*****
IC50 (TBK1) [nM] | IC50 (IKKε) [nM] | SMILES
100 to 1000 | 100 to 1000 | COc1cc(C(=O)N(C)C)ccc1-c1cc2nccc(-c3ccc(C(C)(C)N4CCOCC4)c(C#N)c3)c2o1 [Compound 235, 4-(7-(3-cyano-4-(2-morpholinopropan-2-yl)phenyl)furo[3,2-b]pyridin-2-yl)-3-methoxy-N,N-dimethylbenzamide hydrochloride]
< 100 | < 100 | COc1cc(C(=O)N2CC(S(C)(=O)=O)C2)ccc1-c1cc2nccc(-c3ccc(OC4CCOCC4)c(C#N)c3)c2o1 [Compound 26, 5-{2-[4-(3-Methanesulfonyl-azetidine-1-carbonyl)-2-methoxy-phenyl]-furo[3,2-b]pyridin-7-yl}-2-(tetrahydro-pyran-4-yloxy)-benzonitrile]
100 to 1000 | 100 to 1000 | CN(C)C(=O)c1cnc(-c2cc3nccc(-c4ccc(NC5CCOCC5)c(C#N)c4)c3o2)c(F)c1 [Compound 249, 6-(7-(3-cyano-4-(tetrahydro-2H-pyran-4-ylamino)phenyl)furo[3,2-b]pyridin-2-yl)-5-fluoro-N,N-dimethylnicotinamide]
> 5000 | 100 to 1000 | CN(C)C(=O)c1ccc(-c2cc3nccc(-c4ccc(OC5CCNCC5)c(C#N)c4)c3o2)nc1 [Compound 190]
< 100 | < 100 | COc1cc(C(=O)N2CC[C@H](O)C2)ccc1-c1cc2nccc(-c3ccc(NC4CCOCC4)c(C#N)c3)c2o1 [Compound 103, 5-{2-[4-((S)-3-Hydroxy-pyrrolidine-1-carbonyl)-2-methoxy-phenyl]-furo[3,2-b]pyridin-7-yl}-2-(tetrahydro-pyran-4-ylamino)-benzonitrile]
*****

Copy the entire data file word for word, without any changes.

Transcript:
IC50 (TBK1) [nM] | IC50 (IKKε) [nM] | SMILES
100 to 1000 | 100 to 1000 | COc1cc(C(=O)N(C)C)ccc1-c1cc2nccc(-c3ccc(C(C)(C)N4CCOCC4)c(C#N)c3)c2o1 [Compound 235, 4-(7-(3-cyano-4-(2-morpholinopropan-2-yl)phenyl)furo[3,2-b]pyridin-2-yl)-3-methoxy-N,N-dimethylbenzamide hydrochloride]
< 100 | < 100 | COc1cc(C(=O)N2CC(S(C)(=O)=O)C2)ccc1-c1cc2nccc(-c3ccc(OC4CCOCC4)c(C#N)c3)c2o1 [Compound 26, 5-{2-[4-(3-Methanesulfonyl-azetidine-1-carbonyl)-2-methoxy-phenyl]-furo[3,2-b]pyridin-7-yl}-2-(tetrahydro-pyran-4-yloxy)-benzonitrile]
100 to 1000 | 100 to 1000 | CN(C)C(=O)c1cnc(-c2cc3nccc(-c4ccc(NC5CCOCC5)c(C#N)c4)c3o2)c(F)c1 [Compound 249, 6-(7-(3-cyano-4-(tetrahydro-2H-pyran-4-ylamino)phenyl)furo[3,2-b]pyridin-2-yl)-5-fluoro-N,N-dimethylnicotinamide]
> 5000 | 100 to 1000 | CN(C)C(=O)c1ccc(-c2cc3nccc(-c4ccc(OC5CCNCC5)c(C#N)c4)c3o2)nc1 [Compound 190]
< 100 | < 100 | COc1cc(C(=O)N2CC[C@H](O)C2)ccc1-c1cc2nccc(-c3ccc(NC4CCOCC4)c(C#N)c3)c2o1 [Compound 103, 5-{2-[4-((S)-3-Hydroxy-pyrrolidine-1-carbonyl)-2-methoxy-phenyl]-furo[3,2-b]pyridin-7-yl}-2-(tetrahydro-pyran-4-ylamino)-benzonitrile]